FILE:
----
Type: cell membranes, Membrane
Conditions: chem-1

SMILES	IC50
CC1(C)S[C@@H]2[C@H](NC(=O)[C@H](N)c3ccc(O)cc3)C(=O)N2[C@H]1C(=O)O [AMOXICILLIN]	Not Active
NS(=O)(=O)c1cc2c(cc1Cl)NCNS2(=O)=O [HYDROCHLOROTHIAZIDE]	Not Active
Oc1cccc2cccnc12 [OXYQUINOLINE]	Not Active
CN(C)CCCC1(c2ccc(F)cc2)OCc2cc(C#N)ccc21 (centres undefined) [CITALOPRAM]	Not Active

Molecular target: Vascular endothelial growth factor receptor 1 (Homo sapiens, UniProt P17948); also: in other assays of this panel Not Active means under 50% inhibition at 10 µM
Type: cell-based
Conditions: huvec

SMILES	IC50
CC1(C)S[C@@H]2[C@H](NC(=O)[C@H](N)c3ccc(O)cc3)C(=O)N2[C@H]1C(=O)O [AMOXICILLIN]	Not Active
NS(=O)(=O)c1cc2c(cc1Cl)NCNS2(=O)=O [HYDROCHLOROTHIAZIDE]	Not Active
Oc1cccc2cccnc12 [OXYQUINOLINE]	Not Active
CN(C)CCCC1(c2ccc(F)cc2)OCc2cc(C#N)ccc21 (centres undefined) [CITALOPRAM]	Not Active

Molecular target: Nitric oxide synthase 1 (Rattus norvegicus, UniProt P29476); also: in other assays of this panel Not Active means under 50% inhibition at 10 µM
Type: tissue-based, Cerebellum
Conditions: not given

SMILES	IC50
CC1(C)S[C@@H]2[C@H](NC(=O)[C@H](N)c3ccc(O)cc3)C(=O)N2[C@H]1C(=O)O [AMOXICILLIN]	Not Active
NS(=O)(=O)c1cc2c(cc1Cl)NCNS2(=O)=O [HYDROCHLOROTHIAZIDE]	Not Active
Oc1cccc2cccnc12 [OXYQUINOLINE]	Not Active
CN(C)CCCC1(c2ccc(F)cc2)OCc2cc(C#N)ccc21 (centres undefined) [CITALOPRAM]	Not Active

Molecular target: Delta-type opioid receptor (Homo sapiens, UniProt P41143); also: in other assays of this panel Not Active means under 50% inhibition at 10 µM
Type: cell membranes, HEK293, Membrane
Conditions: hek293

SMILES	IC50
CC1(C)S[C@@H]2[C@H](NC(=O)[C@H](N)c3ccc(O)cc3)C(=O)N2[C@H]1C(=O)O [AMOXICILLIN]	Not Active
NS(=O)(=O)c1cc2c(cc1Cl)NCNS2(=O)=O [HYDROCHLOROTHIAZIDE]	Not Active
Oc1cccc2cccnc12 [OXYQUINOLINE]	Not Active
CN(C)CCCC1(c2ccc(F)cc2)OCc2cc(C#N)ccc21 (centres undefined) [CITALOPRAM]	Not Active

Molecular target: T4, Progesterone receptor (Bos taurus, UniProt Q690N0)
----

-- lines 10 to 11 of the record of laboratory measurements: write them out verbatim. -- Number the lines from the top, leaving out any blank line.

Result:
Conditions: huvec

SMILES	IC50